Burning off Rubbish, & Dioxins

Mar 25th, 2010, in IM Posts, by

Raising awareness on Bali of the health effects of dioxins from openly burning off rubbish.


Encouraged by the positive reactions on the article about rabies in Bali I might as well spread my wings and continue with the public service stuff.

Everybody who has been on a Balinese road with a motorbike or bicycle at rush hour in the afternoon, when exhaust fumes from automotive vehicles mix with the smoke of burning rubbish on the roadside or in the gutters, knows what an appalling experience this can be. And I expect situations like this won’t be much different in other densely populated parts of Indonesia. In the name of public health I believe something should be done about it, hence this topic for further discussion.

Rubbish Burning in Bali

Below is an awareness sheet put together by Dr. Michael Ricos, in an attempt to improve the awareness of expatriates and local communities alike on the negative effect of dioxins on our environment and ultimately our own health.


Tip - use zoom.

His main suggestions for community and individual action in Bali:

  1. Form a committee to start cleaning up dioxins in your village. Make up a list of other people who should be involved, explain the problem and get the support of your community leaders like the Kepala Desa and leaders in your Banjar.
  2. Educate your committee first about dioxins and burning rubbish. Give a copy of this information to each of them explain to them the risk, and how we ourselves are responsible for producing them. Tell them that to stop producing more Dioxins we must… STOP BURNING RUBBISH!!! Throw rubbish in the DKP garbage collection system not in the river and do not burn it.
  3. Have regular meetings to make sure everybody understands what they need to do, and for people to ask question. Everybody must understand this is a big commitment and needs the active endorsement of your whole community.
  4. Talk to everyone in your village, spread the message about dioxins. Make sure farmers and factories in your area understand, they must keep your village safe too.
  5. Make a target date by which time all the people in your community must be educated about the problem and what can be done.
  6. Tell your Banjar security when they see people burning rubbish to stop them and remind them about the risk to their health.
  7. The leaders of your community must be strong and vigilant. Have a continuing program to find out where the sources of dioxin are in your community, mainly burning rubbish but textile dyes and pesticides made with chlorine increase the levels of dioxin in your community.
  8. Call GUS for more information. We’ll answer your questions, and help you to Stop Dioxin Exposure in your village.
  9. Have courage and determination it is a big job but the longest journey begins with one small step. And remember always lead by example!! Remember what you stand to win with a successful Dioxin Reduction Program. Less cancer, less disease, fewer birth defects, and more people who can bear healthy children.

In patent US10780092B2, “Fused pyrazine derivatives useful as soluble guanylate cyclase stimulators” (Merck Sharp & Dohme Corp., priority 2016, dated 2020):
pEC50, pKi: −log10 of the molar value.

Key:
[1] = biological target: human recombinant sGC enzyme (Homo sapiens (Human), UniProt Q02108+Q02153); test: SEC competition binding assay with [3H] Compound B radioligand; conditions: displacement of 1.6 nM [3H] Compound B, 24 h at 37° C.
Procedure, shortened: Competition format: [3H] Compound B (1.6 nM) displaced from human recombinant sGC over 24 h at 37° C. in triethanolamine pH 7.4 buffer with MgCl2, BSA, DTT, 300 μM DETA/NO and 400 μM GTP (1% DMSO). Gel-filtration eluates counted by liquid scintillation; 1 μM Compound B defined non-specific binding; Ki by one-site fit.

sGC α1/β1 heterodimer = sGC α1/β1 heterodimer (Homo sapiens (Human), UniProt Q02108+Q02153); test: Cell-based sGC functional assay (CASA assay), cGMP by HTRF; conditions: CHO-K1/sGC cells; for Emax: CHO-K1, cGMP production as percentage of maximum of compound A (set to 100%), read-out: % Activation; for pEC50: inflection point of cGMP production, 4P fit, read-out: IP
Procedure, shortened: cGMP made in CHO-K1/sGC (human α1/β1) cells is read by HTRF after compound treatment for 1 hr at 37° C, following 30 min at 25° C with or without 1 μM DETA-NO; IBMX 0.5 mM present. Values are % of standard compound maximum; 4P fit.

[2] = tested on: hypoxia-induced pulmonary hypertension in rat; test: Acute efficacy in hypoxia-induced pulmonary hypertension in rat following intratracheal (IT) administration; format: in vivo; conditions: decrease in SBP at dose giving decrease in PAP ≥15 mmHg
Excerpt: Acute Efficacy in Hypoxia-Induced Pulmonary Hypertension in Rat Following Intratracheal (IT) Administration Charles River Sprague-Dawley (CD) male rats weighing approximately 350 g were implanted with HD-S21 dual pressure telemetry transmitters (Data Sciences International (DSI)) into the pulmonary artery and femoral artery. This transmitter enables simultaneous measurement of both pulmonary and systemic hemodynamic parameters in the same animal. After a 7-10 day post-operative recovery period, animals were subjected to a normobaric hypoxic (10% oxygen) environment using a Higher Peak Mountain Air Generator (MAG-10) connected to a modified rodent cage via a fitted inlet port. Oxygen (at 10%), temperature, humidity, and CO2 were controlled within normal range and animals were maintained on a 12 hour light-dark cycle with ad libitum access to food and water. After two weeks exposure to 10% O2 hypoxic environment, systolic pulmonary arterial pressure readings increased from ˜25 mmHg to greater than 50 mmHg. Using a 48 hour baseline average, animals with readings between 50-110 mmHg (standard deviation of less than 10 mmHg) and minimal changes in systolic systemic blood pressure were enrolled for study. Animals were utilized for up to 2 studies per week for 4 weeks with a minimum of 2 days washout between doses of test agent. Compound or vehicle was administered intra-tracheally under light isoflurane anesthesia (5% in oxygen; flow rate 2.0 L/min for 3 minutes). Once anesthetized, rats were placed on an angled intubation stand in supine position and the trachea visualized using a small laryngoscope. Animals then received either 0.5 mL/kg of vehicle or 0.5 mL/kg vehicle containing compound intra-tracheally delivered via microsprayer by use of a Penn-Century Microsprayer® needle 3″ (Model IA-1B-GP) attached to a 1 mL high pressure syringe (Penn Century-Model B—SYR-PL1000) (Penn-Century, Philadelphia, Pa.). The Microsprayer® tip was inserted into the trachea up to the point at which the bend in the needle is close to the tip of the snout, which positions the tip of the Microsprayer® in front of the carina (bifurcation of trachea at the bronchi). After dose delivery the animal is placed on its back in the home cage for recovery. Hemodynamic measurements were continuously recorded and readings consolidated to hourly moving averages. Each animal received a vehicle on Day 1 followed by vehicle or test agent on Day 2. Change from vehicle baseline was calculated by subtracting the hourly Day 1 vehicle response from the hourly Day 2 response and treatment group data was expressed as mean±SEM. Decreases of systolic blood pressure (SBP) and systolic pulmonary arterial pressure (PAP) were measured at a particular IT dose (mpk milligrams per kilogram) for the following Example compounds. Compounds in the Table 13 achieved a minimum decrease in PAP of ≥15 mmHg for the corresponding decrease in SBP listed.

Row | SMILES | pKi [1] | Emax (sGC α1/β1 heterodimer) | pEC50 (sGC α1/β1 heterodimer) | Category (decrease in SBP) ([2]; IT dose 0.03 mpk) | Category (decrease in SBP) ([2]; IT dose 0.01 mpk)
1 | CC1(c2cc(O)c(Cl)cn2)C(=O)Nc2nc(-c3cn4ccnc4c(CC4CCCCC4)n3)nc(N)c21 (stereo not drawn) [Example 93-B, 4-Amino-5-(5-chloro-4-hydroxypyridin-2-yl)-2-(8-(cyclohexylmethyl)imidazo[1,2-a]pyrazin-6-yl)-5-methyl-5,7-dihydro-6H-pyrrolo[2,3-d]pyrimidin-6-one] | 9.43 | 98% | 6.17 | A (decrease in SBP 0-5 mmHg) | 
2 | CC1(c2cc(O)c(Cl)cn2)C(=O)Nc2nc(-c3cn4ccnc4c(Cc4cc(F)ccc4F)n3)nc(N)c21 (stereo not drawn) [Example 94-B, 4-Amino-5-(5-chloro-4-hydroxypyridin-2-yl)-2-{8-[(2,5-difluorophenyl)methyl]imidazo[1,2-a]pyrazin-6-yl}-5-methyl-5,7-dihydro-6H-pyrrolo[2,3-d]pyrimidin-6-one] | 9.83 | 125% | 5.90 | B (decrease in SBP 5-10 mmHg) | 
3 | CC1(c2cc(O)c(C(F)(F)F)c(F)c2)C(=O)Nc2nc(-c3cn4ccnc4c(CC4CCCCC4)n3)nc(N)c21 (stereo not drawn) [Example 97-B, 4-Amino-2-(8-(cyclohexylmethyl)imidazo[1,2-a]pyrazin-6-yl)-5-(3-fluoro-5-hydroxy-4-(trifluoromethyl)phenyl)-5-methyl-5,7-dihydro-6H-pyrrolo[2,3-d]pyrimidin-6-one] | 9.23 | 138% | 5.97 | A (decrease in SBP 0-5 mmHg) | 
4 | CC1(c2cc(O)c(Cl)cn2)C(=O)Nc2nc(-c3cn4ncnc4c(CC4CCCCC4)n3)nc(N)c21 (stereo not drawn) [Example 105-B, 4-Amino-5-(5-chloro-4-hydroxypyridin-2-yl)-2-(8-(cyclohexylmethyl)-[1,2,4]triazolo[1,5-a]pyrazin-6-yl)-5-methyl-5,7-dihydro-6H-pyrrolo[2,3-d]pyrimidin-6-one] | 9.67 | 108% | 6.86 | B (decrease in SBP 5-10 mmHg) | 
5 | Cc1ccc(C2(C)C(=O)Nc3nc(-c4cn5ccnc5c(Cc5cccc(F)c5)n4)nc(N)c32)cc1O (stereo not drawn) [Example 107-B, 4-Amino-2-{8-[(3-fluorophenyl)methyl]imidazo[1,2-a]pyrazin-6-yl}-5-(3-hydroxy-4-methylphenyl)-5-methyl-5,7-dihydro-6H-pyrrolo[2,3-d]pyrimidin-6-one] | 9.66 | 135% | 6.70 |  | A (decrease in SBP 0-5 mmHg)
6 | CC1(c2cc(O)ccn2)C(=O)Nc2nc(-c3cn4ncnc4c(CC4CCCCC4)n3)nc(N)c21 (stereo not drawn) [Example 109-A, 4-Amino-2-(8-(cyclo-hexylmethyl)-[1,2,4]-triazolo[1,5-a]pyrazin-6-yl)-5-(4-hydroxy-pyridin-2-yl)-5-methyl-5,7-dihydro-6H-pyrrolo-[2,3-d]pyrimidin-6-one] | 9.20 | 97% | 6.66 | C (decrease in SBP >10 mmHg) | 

For those who are interested in spreading this message in their respective communities a translation in Bahasa Indonesia Pembakaran Sampah Meracuni Masyarakat (PDF) is available:


Tip - use zoom.

However, don’t expect too much enthusiasm when trying to change ingrained, even nefarious, habits. When I tried to explain to an old Balinese lady the dangers of burning waste in the open, she only replied:

And how do you suppose we will have to keep the mosquitoes away?


87 Comments on “Burning off Rubbish, & Dioxins”

  1. avatar David says:

    Big uphill battle dealing with this problem, it’s a daily event in many front gardens to see the rubbish set alight, it burns desultorily, next day same.

  2. Nice post, ET. I often go past a children’s playground where there are clouds of white rubbish-smoke in amidst the swings.

  3. avatar madrotter says:

    well try walking through bandung at night doesn’t matter which neighbourhood, all you smell is burning plastic, exhaustfumes in the day… guys sitting around a burning tire, in the smoke and chainsmoking… i don’t know about bali but here in quiet a few area’s there are no provisions in place for folks to get rid of their garbage… few years ago we had a garbage avalanche a few kampungs got burried like they usually do with mudslides, the huge garbage dump was full… within no time there were hundreds of mountains often 5, 6 meters high and growing trash, the smell in the city was unbelievable and it went on for quiete some time… so the powers that be decided, ok from now on we’re going to dump bandung’s trash around garut.. smack in the middle of some kampungs and those people tried to protest this, army came in, pointed some guns so now all the trash is going there…

    i swear, plastic is a disaster for this country…

    i spend the last few days in pamulan, tangeran, got some really crazy stories, the things i’ve seen…

  4. avatar ET says:

    i swear, plastic is a disaster for this country…

    They seem to love plastic here. Every little item you buy gets wrapped up in plastic, notwithstanding the abundance of natural and recyclable materials suitable for packaging. I think the only way out is to tax the producers and distributors of plastic bottles, bags etc. so heavily that outlets become economically compelled to charge their customers for all disposable plastic packaging. Consistent economic reasoning then will consumers oblige to become creative and less prone to squandering.

  5. avatar Laurence says:

    Need to ban plastic bags in all developing countries so the idiots stop burning and degrading the planet. Best ban them in all countries.

    Once had a Balinese guy tell me after he returned to Bali from a few years in Australia, “Much prefer it here we can throw rubbish anywhere and no safety rules when at work”. This was on the famous but littered Kuta beach.

    I was once on a fishing vessel off Sumatra where the Fillipino crew threw a bag of rubbish over the side, the Norweigion captain stopped the boat and made them collect it all and save till back in port.

  6. avatar Odinius says:

    Yeah this is hardly a Balinese problem. Pan-developing world, isn’t it.

    But it’s yet another argument for stopping the use of plastics.

  7. avatar jforshee says: